Apple couldn’t bring the iPod, iTunes and the iTunes store to market without inflicting incredible amounts of change upon the organization and building many different new organizational capabilities and hiring many new types of people with many types of expertise new to the organization.

I’ve also written about BIG C and little c change, with BIG C change including transformations of many types (including digital) and little C change including projects and other small initiatives. And yes, every project changes something, so every project is a change initiative. And so yes, project management is in fact a subset of change management, not the typical wrong way ’round that change management is usually made subservient to project management.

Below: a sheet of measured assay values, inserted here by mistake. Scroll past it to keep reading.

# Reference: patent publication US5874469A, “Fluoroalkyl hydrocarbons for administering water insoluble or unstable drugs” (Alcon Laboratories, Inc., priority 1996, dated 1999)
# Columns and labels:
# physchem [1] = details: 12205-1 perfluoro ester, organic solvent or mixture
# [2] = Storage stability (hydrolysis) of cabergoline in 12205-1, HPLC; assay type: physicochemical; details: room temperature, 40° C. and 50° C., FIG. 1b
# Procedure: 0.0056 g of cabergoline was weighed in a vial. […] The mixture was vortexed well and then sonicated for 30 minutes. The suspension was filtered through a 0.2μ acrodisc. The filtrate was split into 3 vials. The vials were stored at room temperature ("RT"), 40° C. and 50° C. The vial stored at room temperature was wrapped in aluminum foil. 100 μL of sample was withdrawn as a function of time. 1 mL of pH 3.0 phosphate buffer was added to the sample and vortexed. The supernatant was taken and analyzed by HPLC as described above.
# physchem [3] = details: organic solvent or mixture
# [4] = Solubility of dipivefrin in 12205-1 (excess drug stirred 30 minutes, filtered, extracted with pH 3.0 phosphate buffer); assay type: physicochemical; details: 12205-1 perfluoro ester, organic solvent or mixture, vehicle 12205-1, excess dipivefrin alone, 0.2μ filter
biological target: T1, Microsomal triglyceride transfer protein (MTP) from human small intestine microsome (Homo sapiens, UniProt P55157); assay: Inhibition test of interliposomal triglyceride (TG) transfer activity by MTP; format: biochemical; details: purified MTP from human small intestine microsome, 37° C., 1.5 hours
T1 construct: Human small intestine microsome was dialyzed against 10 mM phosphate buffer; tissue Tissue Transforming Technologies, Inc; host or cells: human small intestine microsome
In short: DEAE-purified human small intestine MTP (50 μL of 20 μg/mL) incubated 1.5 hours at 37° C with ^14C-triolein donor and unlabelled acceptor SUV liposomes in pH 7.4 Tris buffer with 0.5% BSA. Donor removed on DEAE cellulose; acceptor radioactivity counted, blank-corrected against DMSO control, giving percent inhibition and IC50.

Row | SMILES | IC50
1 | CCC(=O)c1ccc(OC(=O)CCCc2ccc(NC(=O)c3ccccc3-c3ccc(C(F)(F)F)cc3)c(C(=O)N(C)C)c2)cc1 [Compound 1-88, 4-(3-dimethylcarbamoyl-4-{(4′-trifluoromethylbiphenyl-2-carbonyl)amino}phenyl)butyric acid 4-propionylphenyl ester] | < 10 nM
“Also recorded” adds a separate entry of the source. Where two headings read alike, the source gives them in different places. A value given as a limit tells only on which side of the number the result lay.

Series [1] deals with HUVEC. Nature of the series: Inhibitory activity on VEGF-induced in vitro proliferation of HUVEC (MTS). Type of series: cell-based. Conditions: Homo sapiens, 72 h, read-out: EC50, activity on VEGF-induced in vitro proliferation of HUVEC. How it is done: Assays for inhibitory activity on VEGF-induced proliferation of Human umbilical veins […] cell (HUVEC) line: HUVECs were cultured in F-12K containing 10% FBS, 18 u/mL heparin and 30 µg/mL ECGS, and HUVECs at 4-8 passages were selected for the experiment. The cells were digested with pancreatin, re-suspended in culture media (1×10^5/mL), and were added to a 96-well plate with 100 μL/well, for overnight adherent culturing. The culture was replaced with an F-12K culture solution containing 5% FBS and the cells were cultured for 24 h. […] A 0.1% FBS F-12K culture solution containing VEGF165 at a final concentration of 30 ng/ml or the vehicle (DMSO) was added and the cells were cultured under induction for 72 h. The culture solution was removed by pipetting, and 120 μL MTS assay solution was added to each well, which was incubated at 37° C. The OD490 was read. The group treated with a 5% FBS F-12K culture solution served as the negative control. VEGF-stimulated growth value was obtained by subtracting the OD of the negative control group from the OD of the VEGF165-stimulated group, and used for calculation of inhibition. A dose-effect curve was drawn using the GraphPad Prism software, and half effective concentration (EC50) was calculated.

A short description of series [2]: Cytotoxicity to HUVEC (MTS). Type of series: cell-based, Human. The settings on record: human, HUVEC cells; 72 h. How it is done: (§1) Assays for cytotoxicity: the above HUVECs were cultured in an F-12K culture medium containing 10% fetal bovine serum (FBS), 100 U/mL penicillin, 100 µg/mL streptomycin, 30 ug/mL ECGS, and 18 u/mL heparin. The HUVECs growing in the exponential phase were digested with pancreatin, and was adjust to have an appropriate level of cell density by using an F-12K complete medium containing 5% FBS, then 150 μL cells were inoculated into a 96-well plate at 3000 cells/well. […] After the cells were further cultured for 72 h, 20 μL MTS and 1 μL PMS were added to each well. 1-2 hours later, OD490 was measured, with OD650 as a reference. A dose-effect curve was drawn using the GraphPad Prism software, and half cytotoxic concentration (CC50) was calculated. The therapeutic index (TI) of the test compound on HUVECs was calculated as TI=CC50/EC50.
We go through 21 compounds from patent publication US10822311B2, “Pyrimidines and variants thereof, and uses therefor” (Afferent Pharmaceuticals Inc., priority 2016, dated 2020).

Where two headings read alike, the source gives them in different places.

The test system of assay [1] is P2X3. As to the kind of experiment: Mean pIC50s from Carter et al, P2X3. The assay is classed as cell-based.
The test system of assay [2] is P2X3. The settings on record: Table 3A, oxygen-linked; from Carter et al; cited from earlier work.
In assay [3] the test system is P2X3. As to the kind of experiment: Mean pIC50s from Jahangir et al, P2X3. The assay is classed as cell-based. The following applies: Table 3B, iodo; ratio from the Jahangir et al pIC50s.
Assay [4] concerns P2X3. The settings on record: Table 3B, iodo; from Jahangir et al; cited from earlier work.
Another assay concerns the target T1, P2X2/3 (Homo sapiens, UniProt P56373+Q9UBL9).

Stop it!

Architecting the Organization for Change

For an invention to have any chance of becoming an innovation, the organization must transform, and to do this well we must design corresponding changes in both employee experience and customer experience to accelerate and integrate:

  1. Value Creation
  2. Value Access
  3. Value Translation

See my important article Innovation is All About Value for more background on these three phrases.

Because of the interconnectedness between innovation, change, transformation, customer experience and employee experience we must look at these different specialties holistically and in a coordinated way if we are to maximize our chances of successfully completing the journey from invention to innovation.